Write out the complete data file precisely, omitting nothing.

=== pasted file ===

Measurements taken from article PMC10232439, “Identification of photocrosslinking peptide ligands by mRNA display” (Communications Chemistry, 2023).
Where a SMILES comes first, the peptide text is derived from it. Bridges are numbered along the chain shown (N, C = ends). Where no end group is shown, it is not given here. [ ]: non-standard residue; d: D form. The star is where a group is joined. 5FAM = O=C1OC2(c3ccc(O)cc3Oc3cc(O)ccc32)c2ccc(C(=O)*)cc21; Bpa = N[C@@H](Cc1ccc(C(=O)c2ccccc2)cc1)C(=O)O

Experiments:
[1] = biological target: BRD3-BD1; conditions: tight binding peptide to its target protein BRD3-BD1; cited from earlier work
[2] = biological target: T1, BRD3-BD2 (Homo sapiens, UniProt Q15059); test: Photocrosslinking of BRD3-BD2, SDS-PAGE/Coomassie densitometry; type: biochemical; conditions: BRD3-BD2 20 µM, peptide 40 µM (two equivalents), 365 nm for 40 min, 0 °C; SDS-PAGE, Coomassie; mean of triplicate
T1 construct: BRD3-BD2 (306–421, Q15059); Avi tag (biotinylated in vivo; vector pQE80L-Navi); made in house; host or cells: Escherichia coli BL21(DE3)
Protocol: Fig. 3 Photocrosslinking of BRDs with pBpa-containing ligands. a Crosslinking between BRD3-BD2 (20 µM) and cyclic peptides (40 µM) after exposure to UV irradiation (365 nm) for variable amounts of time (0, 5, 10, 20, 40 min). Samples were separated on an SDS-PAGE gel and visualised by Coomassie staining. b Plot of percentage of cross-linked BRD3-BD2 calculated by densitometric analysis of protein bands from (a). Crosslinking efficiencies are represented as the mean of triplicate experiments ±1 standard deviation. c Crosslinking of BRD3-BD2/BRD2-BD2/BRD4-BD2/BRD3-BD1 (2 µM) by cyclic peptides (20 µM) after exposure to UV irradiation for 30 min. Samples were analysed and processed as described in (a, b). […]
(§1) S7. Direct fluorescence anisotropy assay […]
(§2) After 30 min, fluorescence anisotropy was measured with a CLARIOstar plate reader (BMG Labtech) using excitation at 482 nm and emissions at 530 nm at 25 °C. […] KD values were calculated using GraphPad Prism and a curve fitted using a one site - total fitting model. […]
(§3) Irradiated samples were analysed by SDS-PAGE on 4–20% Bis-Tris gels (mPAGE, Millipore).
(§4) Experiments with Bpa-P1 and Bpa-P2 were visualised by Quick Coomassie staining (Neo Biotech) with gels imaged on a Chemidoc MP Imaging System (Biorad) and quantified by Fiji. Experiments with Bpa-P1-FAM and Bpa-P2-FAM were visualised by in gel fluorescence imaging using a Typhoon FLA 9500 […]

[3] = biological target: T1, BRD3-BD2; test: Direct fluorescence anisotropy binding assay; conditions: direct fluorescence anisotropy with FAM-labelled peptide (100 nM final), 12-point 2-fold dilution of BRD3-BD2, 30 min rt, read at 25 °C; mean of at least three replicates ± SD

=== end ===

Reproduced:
Measurements taken from article PMC10232439, “Identification of photocrosslinking peptide ligands by mRNA display” (Communications Chemistry, 2023).
Where a SMILES comes first, the peptide text is derived from it. Bridges are numbered along the chain shown (N, C = ends). Where no end group is shown, it is not given here. [ ]: non-standard residue; d: D form. The star is where a group is joined. 5FAM = O=C1OC2(c3ccc(O)cc3Oc3cc(O)ccc32)c2ccc(C(=O)*)cc21; Bpa = N[C@@H](Cc1ccc(C(=O)c2ccccc2)cc1)C(=O)O

Experiments:
[1] = biological target: BRD3-BD1; conditions: tight binding peptide to its target protein BRD3-BD1; cited from earlier work
[2] = biological target: T1, BRD3-BD2 (Homo sapiens, UniProt Q15059); test: Photocrosslinking of BRD3-BD2, SDS-PAGE/Coomassie densitometry; type: biochemical; conditions: BRD3-BD2 20 µM, peptide 40 µM (two equivalents), 365 nm for 40 min, 0 °C; SDS-PAGE, Coomassie; mean of triplicate
T1 construct: BRD3-BD2 (306–421, Q15059); Avi tag (biotinylated in vivo; vector pQE80L-Navi); made in house; host or cells: Escherichia coli BL21(DE3)
Protocol: Fig. 3 Photocrosslinking of BRDs with pBpa-containing ligands. a Crosslinking between BRD3-BD2 (20 µM) and cyclic peptides (40 µM) after exposure to UV irradiation (365 nm) for variable amounts of time (0, 5, 10, 20, 40 min). Samples were separated on an SDS-PAGE gel and visualised by Coomassie staining. b Plot of percentage of cross-linked BRD3-BD2 calculated by densitometric analysis of protein bands from (a). Crosslinking efficiencies are represented as the mean of triplicate experiments ±1 standard deviation. c Crosslinking of BRD3-BD2/BRD2-BD2/BRD4-BD2/BRD3-BD1 (2 µM) by cyclic peptides (20 µM) after exposure to UV irradiation for 30 min. Samples were analysed and processed as described in (a, b). […]
(§1) S7. Direct fluorescence anisotropy assay […]
(§2) After 30 min, fluorescence anisotropy was measured with a CLARIOstar plate reader (BMG Labtech) using excitation at 482 nm and emissions at 530 nm at 25 °C. […] KD values were calculated using GraphPad Prism and a curve fitted using a one site - total fitting model. […]
(§3) Irradiated samples were analysed by SDS-PAGE on 4–20% Bis-Tris gels (mPAGE, Millipore).
(§4) Experiments with Bpa-P1 and Bpa-P2 were visualised by Quick Coomassie staining (Neo Biotech) with gels imaged on a Chemidoc MP Imaging System (Biorad) and quantified by Fiji. Experiments with Bpa-P1-FAM and Bpa-P2-FAM were visualised by in gel fluorescence imaging using a Typhoon FLA 9500 […]

[3] = biological target: T1, BRD3-BD2; test: Direct fluorescence anisotropy binding assay; conditions: direct fluorescence anisotropy with FAM-labelled peptide (100 nM final), 12-point 2-fold dilution of BRD3-BD2, 30 min rt, read at 25 °C; mean of at least three replicates ± SD